The Best of the Legal Hotline: Addendum R

 Debbi Conrad and Tracy Rucka  |    January 22, 2007

The WRA Addendum R to the Offer to Purchase was designed for use in the sale of residential rental properties, regardless of the number of units involved. Addendum R tries to contemplate many of the problems that may arise when tenants do not pay their rent, abandon their units, damage the property or terminate their tenancies between the date of the offer and closing. Addendum R also addresses other concerns regarding leases, rent, security deposits, personal property, eviction and vacancies.

The following questions concerning the sale of rental properties and the use of the WRA Addendum R were recently asked of the WRA Legal Hotline.

Forms: When listing a 14-unit rental property, does the broker use residential forms? What other forms should be used? 

Residential or commercial forms may be used in multi-unit transactions. Use of the WRA Addendum R is also recommended. Addendum R is designed for residential rental property transactions, and includes provisions addressing vacancies, evictions, indemnification of the parties, rent schedules, lease terms and much more. Use of a LBP addendum and brochure will be needed if the property was built before 1978, and the buyer should receive a RECR if the property has 1-4 units.

Rent proration:  If the tenants do not pay rent to the current owner - in the sale of residential rental property, is the seller obligated to transfer the prorated amount of rent to the buyer? 

Both the WB-11 Residential Offer To Purchase and Addendum R obligate the seller to prorate all rent for the month of closing. Addendum R provides, at line 27, "All rent for the month of closing shall be prorated through the day prior to closing." If the tenant fails to pay rent in a timely manner, the seller must react to the tenant’s breach in a timely manner to avoid a breach of contract. The seller should promptly give the buyer notice of the tenant’s rent delinquency and then seek to obtain the delinquent rents from the tenant or negotiate a mutually agreeable solution with the buyer.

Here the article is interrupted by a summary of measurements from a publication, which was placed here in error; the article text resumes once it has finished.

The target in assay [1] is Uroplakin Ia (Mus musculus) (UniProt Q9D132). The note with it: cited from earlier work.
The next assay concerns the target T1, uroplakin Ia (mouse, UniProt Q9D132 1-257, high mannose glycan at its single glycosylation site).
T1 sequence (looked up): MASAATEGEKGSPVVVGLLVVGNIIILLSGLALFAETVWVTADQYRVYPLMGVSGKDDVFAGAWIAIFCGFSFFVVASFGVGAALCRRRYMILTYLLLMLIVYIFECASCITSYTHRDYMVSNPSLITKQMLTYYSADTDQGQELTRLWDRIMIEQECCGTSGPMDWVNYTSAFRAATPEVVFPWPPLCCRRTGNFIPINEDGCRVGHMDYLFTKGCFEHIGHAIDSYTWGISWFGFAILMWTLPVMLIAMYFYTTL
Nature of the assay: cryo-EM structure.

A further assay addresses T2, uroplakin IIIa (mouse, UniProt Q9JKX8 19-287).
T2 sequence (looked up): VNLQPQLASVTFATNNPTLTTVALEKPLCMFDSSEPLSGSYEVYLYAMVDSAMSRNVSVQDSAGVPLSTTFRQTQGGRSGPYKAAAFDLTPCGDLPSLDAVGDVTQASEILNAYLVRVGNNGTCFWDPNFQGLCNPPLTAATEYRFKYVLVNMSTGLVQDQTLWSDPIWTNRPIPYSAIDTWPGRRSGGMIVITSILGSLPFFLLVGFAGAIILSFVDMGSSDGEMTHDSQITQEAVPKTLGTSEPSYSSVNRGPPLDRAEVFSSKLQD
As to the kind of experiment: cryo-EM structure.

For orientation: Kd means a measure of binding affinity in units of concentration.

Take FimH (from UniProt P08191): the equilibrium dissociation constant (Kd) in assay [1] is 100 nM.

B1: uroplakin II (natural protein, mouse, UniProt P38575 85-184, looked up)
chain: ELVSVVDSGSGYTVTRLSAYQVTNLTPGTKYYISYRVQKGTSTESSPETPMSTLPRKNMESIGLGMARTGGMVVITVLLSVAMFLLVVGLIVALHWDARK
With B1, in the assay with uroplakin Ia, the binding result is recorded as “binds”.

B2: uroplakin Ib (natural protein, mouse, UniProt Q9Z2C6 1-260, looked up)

Buyer wants unit vacant: There is a tenant in each unit of the duplex the buyer is purchasing. The buyer, per the Addendum R, plans to occupy the side that had a six-month lease and now has a tenant on a month-to-month basis. A 28-day notice to vacate has been given to this tenant. This tenant refuses to leave, insisting that he had a verbal agreement to stay until next spring. 

The dispute seems to be over what happened at the end of the tenant’s six-month written lease. Either there was a verbal lease, as claimed by the tenant and as described in Wis. Stat. § 704.01(1), or this was a holdover under Wis. Stat. § 704.25 that created a month-to-month tenancy. Per the Addendum R provisions, it is the seller’s (and the seller’s attorney’s) responsibility to resolve this issue and get the tenant out as promised in the offer and in the Requested Vacancies section (lines 45-48) of Addendum R. The buyer may wish to confer with his attorney because the buyer should not close until the issue is satisfactorily resolved. The buyer may have a claim for monetary damages if the closing and occupancy do not occur on time.

Tenant Terminates Tenancy: Prior to closing, the owner did not disclose to the buyer that a tenant was vacating one of the units. The buyer assumed that the unit was going to be rented. The WRA Addendum R was used with the offer but the new vacancies (lines 49-50) provision was not checked. Does the seller owe the buyer the rent for the month of closing? The seller claims that the tenant used their security deposit as the last month’s rent. Does the seller owe the buyer the security deposit also?